‘No thanks. No Kenyans in our race... because you always win’

Kenyan runners (including the fastest marathoner last year, Patrick Makau, right) cross the Erasmus Bridge during the Rotterdam marathon last year. Kenyan dominance has worried Utrecht Marathon organisers.

There is outrage over a move by organisers of the Utrecht Marathon in The Netherlands discouraging Kenyan athletes from competing in - and winning - the annual 42-kilometre race.

Organisers of the marathon are offering Kenyan runners 100 times less prize money than what is up for grabs by Dutch nationals who cross the line first, a move that has been subject to vitriolic attacks from sections of the Dutch public, media and equal rights activists.

Subsequently, Athletics Kenya has ordered all Kenyan athletes invited to compete in this year’s edition of the race on April 25 to withdraw their entries.

Against the Dutch laws

The outrage started pouring immediately after the Volkskrant newspaper reported last weekend that the Utrecht Marathon organisers are offering 100 Euros (Sh12,100) to Kenyan and other foreign winners of the race, while Dutch winners will pocket 10 times as much - a cool 10,000 Euros (Sh1,210,000).

The Volkskrant quoted event director Louran van Keulen as saying that the prize money arrangement was legally worked out because banning Kenyans outright would be against the Dutch laws, whereas “discouraging them from taking part is legal,” the DutchNews.nl website reported.

On Wednesday, Athletics Kenya secretary David Okeyo termed the move “discriminatory” and said AK was withdrawing Kenyans from the competition altogether.

“If any Kenyans are listed, they should not run at that meeting,” Okeyo said. “It they (Utrecht Marathon) do not change the prize structure, we will not recognise that competition.

“What they are doing is not fair as far as the rules and spirit of competition are concerned...it is discrimination of the highest order.”

But media reports indicated that only Dutch runners have been invited to this year’s Utrecht Marathon which is dubbed “the Dutch battle.”

“According to television programme EenVandaag, only people with a Dutch passport have been invited to take part in the (2011) race,” DutchNews.nl reported.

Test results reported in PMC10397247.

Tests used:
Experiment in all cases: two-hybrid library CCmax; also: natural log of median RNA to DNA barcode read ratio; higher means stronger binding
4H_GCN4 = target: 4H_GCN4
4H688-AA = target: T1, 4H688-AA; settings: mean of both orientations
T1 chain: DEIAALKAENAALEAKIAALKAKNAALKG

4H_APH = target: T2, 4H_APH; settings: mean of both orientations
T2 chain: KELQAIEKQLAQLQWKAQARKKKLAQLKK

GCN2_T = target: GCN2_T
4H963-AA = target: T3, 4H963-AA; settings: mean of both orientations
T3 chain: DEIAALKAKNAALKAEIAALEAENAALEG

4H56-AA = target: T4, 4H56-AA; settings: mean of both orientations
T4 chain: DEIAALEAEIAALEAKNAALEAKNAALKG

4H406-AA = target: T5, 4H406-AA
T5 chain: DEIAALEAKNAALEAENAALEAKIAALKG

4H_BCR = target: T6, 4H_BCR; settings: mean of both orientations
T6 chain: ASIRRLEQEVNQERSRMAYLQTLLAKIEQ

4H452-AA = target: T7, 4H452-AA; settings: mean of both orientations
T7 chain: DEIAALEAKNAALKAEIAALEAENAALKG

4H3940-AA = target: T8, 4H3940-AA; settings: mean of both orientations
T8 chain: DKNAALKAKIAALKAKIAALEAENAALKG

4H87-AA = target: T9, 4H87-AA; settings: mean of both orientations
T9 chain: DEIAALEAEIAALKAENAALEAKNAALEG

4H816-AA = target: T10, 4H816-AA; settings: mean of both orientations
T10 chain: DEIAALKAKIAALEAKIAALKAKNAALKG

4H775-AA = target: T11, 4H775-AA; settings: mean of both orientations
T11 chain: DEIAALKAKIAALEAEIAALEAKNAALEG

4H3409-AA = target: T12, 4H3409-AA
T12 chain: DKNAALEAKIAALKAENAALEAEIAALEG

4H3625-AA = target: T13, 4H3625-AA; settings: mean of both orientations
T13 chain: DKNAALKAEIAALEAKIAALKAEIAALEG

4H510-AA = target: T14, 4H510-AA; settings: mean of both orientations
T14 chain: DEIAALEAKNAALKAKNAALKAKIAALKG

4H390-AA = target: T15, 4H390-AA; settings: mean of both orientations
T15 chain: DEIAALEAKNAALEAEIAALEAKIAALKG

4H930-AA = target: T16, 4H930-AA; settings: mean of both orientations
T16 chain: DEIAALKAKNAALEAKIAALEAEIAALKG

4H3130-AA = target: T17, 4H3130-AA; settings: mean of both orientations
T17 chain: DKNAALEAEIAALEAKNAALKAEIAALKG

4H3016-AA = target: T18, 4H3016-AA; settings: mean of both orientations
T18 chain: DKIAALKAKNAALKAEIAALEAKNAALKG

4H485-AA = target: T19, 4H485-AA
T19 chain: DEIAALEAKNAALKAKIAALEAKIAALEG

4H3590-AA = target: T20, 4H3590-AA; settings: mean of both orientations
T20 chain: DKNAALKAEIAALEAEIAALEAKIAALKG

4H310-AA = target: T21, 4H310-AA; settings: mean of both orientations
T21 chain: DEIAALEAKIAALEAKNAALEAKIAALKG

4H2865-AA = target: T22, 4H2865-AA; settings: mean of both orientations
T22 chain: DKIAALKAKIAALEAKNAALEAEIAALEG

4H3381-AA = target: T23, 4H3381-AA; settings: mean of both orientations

The move by the Utrech organisers comes after Kenyan runners won big marathons in the Dutch cities of Rotterdam, Utrecht, Eindhoven, Enschede and Leiden last year.

And only last weekend, Kenyans again dominated this year’s edition of the Rotterdam Marathon - the biggest marathon in The Netherlands - with Wilson Chebet maintaining world record pace in the first half of the race to win in a 2011 world leading time of two hours, five minutes and 27 seconds.

Another Kenyan, Vincent Kipruto, was second (2:05.32), while the women’s race also fell to a Kenyan, Philes Ongori (2:24.19).
Interestingly, in second place was Kenya-born Dutchwoman Hilda Kibet (2:24.26) whose time earned her qualification for the Dutch team to next year’s Olympics marathon race where she will follow in the footsteps of her relative Lornah Kiplagat, another Kenya-born Dutch star athlete.

Swept the boards

With the big city marathon season having started, Kenyans are also expected to dominate this weekend’s London and Boston marathons.
Last weekend, Kenyans also swept the boards in the Milan and Paris marathons, with Solomon Bushendich (2:10.38) winning the Milan race and Kenya completing a double in Paris through Benjamin Kiptoo (2:06.31) and Priscah Jeptoo (2:22:55).